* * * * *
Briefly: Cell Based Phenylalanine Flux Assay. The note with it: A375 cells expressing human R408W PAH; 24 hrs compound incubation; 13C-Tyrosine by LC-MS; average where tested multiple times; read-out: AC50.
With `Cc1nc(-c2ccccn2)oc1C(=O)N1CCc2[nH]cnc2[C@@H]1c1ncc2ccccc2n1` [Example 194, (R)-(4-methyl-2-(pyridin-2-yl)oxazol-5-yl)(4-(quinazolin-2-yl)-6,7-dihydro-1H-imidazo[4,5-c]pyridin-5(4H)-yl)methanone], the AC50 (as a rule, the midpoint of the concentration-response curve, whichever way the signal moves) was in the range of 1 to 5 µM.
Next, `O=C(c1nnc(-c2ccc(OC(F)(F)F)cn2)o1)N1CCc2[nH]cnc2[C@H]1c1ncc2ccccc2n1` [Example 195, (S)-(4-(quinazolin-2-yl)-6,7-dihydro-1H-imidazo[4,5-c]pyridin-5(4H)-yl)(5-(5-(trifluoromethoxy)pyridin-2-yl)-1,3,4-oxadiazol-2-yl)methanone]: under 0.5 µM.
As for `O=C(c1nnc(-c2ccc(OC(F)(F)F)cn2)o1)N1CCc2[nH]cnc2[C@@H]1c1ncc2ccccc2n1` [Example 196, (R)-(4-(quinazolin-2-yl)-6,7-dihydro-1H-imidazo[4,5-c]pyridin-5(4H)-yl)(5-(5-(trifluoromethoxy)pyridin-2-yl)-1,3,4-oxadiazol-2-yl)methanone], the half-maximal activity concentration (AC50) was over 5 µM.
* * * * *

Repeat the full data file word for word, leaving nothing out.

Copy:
Briefly: Cell Based Phenylalanine Flux Assay. The note with it: A375 cells expressing human R408W PAH; 24 hrs compound incubation; 13C-Tyrosine by LC-MS; average where tested multiple times; read-out: AC50.
With `Cc1nc(-c2ccccn2)oc1C(=O)N1CCc2[nH]cnc2[C@@H]1c1ncc2ccccc2n1` [Example 194, (R)-(4-methyl-2-(pyridin-2-yl)oxazol-5-yl)(4-(quinazolin-2-yl)-6,7-dihydro-1H-imidazo[4,5-c]pyridin-5(4H)-yl)methanone], the AC50 (as a rule, the midpoint of the concentration-response curve, whichever way the signal moves) was in the range of 1 to 5 µM.
Next, `O=C(c1nnc(-c2ccc(OC(F)(F)F)cn2)o1)N1CCc2[nH]cnc2[C@H]1c1ncc2ccccc2n1` [Example 195, (S)-(4-(quinazolin-2-yl)-6,7-dihydro-1H-imidazo[4,5-c]pyridin-5(4H)-yl)(5-(5-(trifluoromethoxy)pyridin-2-yl)-1,3,4-oxadiazol-2-yl)methanone]: under 0.5 µM.
As for `O=C(c1nnc(-c2ccc(OC(F)(F)F)cn2)o1)N1CCc2[nH]cnc2[C@@H]1c1ncc2ccccc2n1` [Example 196, (R)-(4-(quinazolin-2-yl)-6,7-dihydro-1H-imidazo[4,5-c]pyridin-5(4H)-yl)(5-(5-(trifluoromethoxy)pyridin-2-yl)-1,3,4-oxadiazol-2-yl)methanone], the half-maximal activity concentration (AC50) was over 5 µM.